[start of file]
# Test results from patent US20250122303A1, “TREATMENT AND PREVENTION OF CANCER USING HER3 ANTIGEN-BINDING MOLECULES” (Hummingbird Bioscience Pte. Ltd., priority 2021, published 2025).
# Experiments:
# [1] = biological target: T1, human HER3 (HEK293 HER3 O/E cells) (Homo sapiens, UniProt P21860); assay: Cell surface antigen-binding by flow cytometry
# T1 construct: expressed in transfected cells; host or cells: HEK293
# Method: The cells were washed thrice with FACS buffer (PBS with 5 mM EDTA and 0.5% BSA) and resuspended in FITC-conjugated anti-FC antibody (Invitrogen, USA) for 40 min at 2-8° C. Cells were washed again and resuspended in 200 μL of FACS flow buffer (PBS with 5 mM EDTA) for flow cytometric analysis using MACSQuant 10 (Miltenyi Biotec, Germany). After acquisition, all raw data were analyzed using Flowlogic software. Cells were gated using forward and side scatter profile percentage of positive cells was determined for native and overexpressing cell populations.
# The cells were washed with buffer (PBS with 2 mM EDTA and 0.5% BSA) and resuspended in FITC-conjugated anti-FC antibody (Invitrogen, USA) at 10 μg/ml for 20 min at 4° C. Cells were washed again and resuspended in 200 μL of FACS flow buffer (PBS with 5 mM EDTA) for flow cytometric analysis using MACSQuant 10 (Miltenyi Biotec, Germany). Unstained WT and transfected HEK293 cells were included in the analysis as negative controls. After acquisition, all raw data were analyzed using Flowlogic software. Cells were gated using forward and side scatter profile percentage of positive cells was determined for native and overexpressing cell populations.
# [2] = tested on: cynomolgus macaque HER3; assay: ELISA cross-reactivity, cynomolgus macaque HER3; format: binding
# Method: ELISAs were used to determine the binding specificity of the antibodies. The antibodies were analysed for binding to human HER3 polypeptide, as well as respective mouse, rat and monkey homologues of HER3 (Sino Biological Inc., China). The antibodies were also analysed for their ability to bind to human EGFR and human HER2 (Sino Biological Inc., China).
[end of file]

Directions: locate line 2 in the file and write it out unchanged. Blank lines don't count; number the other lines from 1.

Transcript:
# Experiments: